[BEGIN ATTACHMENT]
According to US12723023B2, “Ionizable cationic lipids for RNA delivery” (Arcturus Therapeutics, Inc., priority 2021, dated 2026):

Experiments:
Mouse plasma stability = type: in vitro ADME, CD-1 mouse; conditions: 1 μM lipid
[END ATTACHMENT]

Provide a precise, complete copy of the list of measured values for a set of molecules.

According to US12723023B2, “Ionizable cationic lipids for RNA delivery” (Arcturus Therapeutics, Inc., priority 2021, dated 2026):

Experiments:
Mouse plasma stability = type: in vitro ADME, CD-1 mouse; conditions: 1 μM lipid